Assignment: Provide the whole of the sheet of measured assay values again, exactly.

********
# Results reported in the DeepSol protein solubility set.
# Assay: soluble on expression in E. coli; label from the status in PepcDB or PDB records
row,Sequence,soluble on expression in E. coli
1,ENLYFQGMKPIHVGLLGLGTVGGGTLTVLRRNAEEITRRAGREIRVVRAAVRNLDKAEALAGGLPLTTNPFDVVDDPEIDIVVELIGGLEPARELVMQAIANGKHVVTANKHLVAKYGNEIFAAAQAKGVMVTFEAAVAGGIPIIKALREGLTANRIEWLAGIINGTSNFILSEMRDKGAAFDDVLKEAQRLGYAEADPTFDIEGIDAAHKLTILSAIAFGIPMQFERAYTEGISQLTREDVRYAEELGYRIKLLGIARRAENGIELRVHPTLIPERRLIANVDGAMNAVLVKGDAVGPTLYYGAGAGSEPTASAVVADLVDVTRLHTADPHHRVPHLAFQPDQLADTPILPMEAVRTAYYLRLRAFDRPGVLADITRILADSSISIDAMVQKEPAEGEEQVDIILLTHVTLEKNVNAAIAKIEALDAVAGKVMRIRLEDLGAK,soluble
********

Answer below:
# Results reported in the DeepSol protein solubility set.
# Assay: soluble on expression in E. coli; label from the status in PepcDB or PDB records
row,Sequence,soluble on expression in E. coli
1,ENLYFQGMKPIHVGLLGLGTVGGGTLTVLRRNAEEITRRAGREIRVVRAAVRNLDKAEALAGGLPLTTNPFDVVDDPEIDIVVELIGGLEPARELVMQAIANGKHVVTANKHLVAKYGNEIFAAAQAKGVMVTFEAAVAGGIPIIKALREGLTANRIEWLAGIINGTSNFILSEMRDKGAAFDDVLKEAQRLGYAEADPTFDIEGIDAAHKLTILSAIAFGIPMQFERAYTEGISQLTREDVRYAEELGYRIKLLGIARRAENGIELRVHPTLIPERRLIANVDGAMNAVLVKGDAVGPTLYYGAGAGSEPTASAVVADLVDVTRLHTADPHHRVPHLAFQPDQLADTPILPMEAVRTAYYLRLRAFDRPGVLADITRILADSSISIDAMVQKEPAEGEEQVDIILLTHVTLEKNVNAAIAKIEALDAVAGKVMRIRLEDLGAK,soluble